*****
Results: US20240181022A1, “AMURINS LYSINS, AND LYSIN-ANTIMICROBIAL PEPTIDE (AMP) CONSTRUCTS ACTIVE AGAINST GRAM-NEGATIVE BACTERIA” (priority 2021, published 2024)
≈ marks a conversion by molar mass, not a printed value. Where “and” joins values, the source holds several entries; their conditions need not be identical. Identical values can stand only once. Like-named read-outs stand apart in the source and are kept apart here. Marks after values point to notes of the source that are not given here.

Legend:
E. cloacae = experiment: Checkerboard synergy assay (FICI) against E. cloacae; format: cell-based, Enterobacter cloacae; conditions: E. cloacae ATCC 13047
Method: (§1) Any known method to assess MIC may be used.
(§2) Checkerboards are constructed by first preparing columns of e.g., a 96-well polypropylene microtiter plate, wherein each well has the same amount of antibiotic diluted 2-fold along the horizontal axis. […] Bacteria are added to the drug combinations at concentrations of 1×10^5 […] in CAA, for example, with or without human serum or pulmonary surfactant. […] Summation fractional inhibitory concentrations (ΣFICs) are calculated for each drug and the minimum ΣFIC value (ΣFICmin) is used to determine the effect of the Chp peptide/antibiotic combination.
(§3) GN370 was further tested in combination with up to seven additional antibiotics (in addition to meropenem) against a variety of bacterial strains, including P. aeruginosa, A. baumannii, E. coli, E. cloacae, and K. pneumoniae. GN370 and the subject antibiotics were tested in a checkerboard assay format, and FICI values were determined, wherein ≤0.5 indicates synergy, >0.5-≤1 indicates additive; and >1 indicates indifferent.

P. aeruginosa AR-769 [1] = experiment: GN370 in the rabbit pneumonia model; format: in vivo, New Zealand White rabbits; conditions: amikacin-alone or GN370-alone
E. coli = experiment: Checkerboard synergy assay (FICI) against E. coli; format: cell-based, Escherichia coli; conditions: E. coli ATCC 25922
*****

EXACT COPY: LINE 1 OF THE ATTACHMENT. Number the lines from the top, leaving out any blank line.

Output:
Results: US20240181022A1, “AMURINS LYSINS, AND LYSIN-ANTIMICROBIAL PEPTIDE (AMP) CONSTRUCTS ACTIVE AGAINST GRAM-NEGATIVE BACTERIA” (priority 2021, published 2024)